Thursday, December 4, 2014

How Original Is Your Idea?

Reader D Brian Weller recently asked me, “How can a writer know an idea hasn’t been done before?”

Of course this is of great concern to screenwriters. But the short answer is, you can’t, really. In fact, with tens of thousands of people out there writing spec screenplays, there’s a pretty good chance at least a few of them are working on very similar ideas to yours right now. Every movie that comes out inevitably gets sued by two or three people who are convinced the producers stole their script. The writers always lose those lawsuits. Always.*

I’m not saying nobody ever steals an idea in Hollywood, but in the vast, vast, vast majority of these cases, a writer simply couldn’t accept that someone else had the same idea as them. I guarantee you, no matter how original you think your idea is, at least three other screenwriters are working on something similar.

It can, of course, be pretty depressing than to be a few weeks away from finishing a spec only to read about a sale in the trades of a script with the exact same idea. Unfortunately it happens.

That said, you do need to make an effort to make sure there wasn’t a movie already made on your idea. There’s no quick way to discover this. However, you should be watching everything you can in the genre you’re writing. If you’re writing science fiction, you should be watching every science fiction movie that comes out and working your way through the catalog of science fiction movies on DVD. If you’re writing horror, you should be seeing everything horror you can. Also reading books and comic books and seeing plays in your genre. (This is one often unmentioned reasons to work in a single genre… switching around requires you to do considerably more homework and research.) I would also recommend using a source like Done Deal Pro to keep track of what has sold recently.

There have been so many movies made (and books published and plays performed, etc.) that there really are no original ideas anymore, at least not good ones. But the originality of an idea is a little overrated. You don’t want to have a logline that immediately brings to mind another movie, of course, but it’s really the development and execution of the idea that counts.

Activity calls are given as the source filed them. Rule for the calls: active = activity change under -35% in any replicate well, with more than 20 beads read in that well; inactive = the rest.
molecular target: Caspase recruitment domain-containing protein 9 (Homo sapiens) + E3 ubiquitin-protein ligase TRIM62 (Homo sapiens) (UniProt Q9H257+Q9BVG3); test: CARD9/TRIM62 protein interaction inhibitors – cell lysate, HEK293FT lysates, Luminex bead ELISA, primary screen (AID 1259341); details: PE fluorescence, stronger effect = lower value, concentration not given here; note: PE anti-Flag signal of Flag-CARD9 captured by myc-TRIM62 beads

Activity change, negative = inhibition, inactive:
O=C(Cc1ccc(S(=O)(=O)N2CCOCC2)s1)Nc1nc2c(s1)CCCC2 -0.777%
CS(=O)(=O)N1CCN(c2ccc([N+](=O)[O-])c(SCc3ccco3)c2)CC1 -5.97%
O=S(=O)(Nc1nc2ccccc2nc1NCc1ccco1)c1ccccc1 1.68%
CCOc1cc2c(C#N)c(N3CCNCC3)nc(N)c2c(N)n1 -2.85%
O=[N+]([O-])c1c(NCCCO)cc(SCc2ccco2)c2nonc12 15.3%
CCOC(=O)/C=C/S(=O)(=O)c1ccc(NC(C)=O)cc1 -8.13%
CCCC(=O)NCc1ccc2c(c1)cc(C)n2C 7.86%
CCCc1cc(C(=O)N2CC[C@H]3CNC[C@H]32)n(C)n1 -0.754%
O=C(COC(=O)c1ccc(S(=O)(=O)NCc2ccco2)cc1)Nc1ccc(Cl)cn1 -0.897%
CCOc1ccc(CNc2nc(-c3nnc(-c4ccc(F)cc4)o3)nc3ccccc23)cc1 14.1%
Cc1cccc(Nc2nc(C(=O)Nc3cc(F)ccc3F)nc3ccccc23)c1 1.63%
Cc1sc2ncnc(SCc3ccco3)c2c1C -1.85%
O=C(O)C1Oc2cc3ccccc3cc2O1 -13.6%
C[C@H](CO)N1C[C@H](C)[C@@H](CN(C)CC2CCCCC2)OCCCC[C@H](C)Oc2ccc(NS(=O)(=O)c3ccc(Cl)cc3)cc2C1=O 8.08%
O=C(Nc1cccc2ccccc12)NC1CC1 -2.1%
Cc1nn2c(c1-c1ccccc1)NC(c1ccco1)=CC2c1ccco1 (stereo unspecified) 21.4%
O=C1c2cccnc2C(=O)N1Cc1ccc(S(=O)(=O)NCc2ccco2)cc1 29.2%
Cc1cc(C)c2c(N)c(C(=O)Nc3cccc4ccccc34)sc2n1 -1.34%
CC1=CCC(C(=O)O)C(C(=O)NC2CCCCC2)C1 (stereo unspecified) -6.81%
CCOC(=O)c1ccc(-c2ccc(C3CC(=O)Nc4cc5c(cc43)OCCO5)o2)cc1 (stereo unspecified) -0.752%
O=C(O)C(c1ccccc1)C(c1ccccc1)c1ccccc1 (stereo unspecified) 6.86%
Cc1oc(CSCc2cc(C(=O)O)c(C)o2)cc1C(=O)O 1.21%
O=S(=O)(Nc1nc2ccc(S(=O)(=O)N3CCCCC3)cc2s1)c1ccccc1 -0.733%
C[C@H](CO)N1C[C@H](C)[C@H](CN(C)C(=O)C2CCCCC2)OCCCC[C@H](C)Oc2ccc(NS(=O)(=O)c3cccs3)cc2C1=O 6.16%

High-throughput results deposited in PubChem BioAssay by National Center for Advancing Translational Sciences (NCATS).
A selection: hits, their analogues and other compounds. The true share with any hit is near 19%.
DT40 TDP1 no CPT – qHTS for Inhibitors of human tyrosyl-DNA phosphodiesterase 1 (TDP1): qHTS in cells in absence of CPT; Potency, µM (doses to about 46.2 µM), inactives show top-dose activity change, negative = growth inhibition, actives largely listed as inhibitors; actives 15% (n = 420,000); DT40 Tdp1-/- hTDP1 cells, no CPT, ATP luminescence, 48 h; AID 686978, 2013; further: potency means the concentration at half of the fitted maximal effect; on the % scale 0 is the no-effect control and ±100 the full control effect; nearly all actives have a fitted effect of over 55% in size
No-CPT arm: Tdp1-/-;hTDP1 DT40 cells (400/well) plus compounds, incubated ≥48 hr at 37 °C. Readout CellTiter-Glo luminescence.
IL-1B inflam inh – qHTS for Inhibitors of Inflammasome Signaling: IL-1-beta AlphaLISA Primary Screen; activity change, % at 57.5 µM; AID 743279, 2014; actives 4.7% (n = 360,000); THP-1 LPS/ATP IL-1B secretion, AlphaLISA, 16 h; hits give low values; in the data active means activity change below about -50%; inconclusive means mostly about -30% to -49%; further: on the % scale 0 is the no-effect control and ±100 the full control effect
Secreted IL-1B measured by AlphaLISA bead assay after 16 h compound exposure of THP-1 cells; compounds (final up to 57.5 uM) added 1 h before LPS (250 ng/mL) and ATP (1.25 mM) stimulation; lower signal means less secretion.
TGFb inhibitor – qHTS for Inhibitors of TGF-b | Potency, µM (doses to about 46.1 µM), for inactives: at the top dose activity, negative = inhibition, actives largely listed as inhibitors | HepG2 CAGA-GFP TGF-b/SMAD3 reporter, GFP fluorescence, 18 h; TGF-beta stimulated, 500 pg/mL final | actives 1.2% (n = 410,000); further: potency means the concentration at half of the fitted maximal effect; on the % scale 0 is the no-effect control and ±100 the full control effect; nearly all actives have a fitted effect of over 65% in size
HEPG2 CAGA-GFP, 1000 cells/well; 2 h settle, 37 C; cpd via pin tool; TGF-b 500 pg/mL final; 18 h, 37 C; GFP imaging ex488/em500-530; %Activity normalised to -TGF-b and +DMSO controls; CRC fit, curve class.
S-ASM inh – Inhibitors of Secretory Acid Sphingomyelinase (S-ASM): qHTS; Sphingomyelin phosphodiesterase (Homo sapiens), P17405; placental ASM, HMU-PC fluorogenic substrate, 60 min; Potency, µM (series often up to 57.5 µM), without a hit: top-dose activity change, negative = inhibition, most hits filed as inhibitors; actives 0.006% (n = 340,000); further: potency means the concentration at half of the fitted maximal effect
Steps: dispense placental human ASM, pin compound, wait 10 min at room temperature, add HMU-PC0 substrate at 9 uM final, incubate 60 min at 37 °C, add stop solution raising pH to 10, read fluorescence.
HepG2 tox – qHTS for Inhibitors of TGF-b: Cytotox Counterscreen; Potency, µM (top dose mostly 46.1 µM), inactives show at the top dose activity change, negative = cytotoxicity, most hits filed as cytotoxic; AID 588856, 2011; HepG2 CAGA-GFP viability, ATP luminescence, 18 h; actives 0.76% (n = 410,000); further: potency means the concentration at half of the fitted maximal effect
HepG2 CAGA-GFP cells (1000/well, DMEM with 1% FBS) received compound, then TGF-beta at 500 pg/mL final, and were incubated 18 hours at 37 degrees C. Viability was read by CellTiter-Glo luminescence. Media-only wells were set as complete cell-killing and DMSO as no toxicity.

Sometimes it’s a matter of identifying what’s original in your own idea. The Hangover (written by Jon Lucas & Scott Moore) is about a bachelor party gone bad, an idea that was also the basis of Bachelor Party (story by Bob Israel, screenplay by Bob & Neal Israel and Pat Proft). If you presented The Hangover as:

A raunchy comedy about a bachelor party that goes horribly awry.

It will sound derivative. What’s original is the search for the groom aspect. That’s the new element. So a better log line for The Hangover would be:

A raunchy comedy about five friends who go to Vegas for a bachelor party and lose the groom. The four groomsmen must retrace their steps and find the groom in time for the wedding.

You’ll notice that it’s the specific details that make the idea seem original. This may seem obvious when analyzing an existing high concept film, but I see many writers who don’t take the time to identify the core details that are crucial to the originality of their concept. They either make a generic log line (such as the first one above), or they overload their log line with non-core detail. But identifying the core, specific, original details of your idea will help ensure you develop your script to emphasize these elements. Spend time on this before you start writing!

Often good movies come from adding a twist to a common or even cliché idea. Alien (story by Dan O’Bannon and Ronald Shusett, screenplay by Dan O’Bannon) took the monster movie and set it in space. Frequently the best way to ad a fresh spin is through the main character. Bridesmaids (written by Kristen Wiig & Annie Mumolo) did the bachelor party comedy seen in movies like Bachelor Party and The Hangover, but made the main characters women. Suddenly a tired idea was fresh. Attack the Block (written by Joe Cornish) is about an alien invasion – something we’ve seen a million times – but the heroes are street thugs. How original!

In 1981, Dragonslayer (written by Hal Barwood & Matthew Robbins) made a cliché story idea of a hero rescuing a princess from a dragon fresh by making the hero the wizard’s inexperienced apprentice rather than the wizard himself. Twenty years later Shrek (screenplay by Ted Elliott & Terry Rossio and Joe Stillman and Roger S.H. Schulman) told the same story but made the hero a grumpy ogre, a traditional villain in most fairy tails.

Die Hard (screenplay by Jeb Stuart and Steven E. de Souza) did both a twist on the genre and an unexpected main character. At the time, action movies were globe-trotting adventures with heavily armed, indestructible, superheroic main characters. Die Hard contained the action in a single location and gave us a hero that was unarmed, overmatched and bled when he was hurt.

But the bigger point is that Alien, Bridesmaids, Atack the Block, Dragonslayer, Shrek and Die Hard succeeded because they were good, at least in terms of what they were attempting to do. A good idea poorly executed will do nothing. So do your research, identify the original core details of your idea, and, most importantly, write well!

(If you’re interested in more on this topic, see this post on The Value of an Idea)

*You may be thinking of the Art Buchwald Coming to America lawsuit. He actually won breach-of-contract, not copyright infringement. He had a contract with Paramount that if they made a movie based on the idea, he would be compensated. Or maybe you’re thinking about The Matrix case. That’s a myth based on an inaccurate newspaper article. See:

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